First Posted: 7/1/2014
In Harrisburg, where adopting a state budget remained a sticking point this week, lawmakers succeeded Sunday in doing important business of another sort: delivering a blow to potential corruption.
They wisely voted to expand whistle-blower protections to certain people who uncover and draw attention to government waste, abuse or fraud.
One pending law, sent to the governor’s office for his signature, applies to employees of nonprofit organizations and private companies that receive public money to perform services. A second piece of reform-minded legislation, House Bill 185, adds the General Assembly and its agencies to the mix, meaning legislative workers have less to fear if, for instance, reporting their superiors are illegally compelling them to do campaign work on taxpayer-funded time – the crux of the state’s 2007 “Bonusgate” scandal.
State Sen. Lisa Baker, R-Lehman Township, offered remarks on the Senate floor in favor of the legislation, saying: “A common criticism is that we need to change the culture. An effective means for doing so is to clear the way for individuals of conscience to report wrongdoing, through whistle-blower protection.”
This week, groups such as Common Cause Pennsylvania – a Harrisburg-based advocacy organization and self-described “protector against abuse of power” – heralded the bills’ passage. “No one should fear losing his or her job for reporting illegal activities, and hopefully these new laws will encourage more civic-minded people to take necessary action,” said Executive Director Barry L. Kauffman in a prepared statement.
Common Cause was an early champion of these reforms, brought about, in part, by concerns over an influx of federal stimulus dollars to Pennsylvania during the Great Recession.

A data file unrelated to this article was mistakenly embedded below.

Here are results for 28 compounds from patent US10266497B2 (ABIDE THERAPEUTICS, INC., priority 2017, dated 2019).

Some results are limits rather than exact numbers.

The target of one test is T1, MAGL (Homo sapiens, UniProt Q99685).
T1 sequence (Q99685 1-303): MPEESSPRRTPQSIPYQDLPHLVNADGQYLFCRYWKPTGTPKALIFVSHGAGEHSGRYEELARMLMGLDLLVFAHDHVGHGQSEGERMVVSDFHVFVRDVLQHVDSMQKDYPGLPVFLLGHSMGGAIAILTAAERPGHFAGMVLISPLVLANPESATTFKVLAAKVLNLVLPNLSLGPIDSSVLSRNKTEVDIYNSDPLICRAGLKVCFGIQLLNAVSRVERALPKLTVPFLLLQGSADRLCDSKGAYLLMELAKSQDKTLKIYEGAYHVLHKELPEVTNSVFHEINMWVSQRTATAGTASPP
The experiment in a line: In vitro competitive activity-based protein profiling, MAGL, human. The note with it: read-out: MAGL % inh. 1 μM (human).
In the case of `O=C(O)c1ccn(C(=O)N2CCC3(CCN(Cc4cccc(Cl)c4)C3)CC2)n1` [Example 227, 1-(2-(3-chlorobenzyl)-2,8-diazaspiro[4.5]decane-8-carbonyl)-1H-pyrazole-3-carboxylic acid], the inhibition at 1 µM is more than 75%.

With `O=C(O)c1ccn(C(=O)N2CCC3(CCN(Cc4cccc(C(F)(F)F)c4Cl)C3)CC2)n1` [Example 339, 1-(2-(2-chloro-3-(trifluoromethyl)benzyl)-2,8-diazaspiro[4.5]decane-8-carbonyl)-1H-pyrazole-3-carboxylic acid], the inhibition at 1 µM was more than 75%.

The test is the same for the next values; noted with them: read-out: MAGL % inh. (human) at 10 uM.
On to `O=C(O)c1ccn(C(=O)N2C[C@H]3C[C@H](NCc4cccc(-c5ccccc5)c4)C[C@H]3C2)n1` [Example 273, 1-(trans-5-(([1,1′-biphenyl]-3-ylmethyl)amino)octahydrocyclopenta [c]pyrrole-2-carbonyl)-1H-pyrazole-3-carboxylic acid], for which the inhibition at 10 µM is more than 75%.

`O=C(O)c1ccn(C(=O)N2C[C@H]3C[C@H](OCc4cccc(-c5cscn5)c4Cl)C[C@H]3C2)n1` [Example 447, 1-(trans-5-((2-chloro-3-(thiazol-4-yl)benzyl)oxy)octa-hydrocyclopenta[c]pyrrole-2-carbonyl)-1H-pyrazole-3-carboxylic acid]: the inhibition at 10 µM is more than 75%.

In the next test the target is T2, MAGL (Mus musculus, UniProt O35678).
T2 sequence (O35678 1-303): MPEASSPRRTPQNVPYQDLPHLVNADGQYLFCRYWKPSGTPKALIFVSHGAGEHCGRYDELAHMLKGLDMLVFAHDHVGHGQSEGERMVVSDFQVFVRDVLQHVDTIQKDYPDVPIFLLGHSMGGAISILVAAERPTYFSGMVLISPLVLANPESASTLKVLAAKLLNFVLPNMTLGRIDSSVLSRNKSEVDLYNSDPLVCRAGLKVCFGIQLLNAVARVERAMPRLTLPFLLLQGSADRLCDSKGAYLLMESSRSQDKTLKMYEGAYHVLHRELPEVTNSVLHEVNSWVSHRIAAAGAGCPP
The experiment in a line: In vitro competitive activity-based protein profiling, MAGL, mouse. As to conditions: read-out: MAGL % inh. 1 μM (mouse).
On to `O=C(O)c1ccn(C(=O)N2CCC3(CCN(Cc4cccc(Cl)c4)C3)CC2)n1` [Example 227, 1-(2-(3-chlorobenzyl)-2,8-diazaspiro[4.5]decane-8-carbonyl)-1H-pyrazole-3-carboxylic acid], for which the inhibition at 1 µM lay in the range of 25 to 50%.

Separately, a succession of scandals in the state capital suggested many workers who knew about lawbreaking didn’t have the nerve to say anything to stop it.
“If these new protections had been in effect eight years ago during the ‘Bonusgate’ and ‘Computergate’ scandals,” said Kauffman, “the damage to state government might have been diminished, the cost to taxpayers reduced, and fewer people would have needed to be prosecuted because the problem could have been nipped in the bud much earlier.”
Of course, the bigger obstacle to some would-be whistle-blowers might not involve whether a law exists or how it’s worded, but rather how human nature and peer pressure collide. Certain individuals are simply too meek to speak up. Others fail to do the right thing because of misguided notions about being seen as a “squealer” or “rat.”
As a society, we need to change perceptions about, and alter the language used to describe, the gutsy people who put the public’s good above their own welfare. That’s true in Harrisburg. And it’s particularly relevant in Luzerne County’s halls of power, be it a courthouse, city hall, school boardroom or place of business.
Let’s encourage whistle-blowing by acknowledging the people who do it by terms befitting their courage. Perhaps “hero.” Or even “patriot.”
Or maybe they’re simply ordinary people with ample self-respect.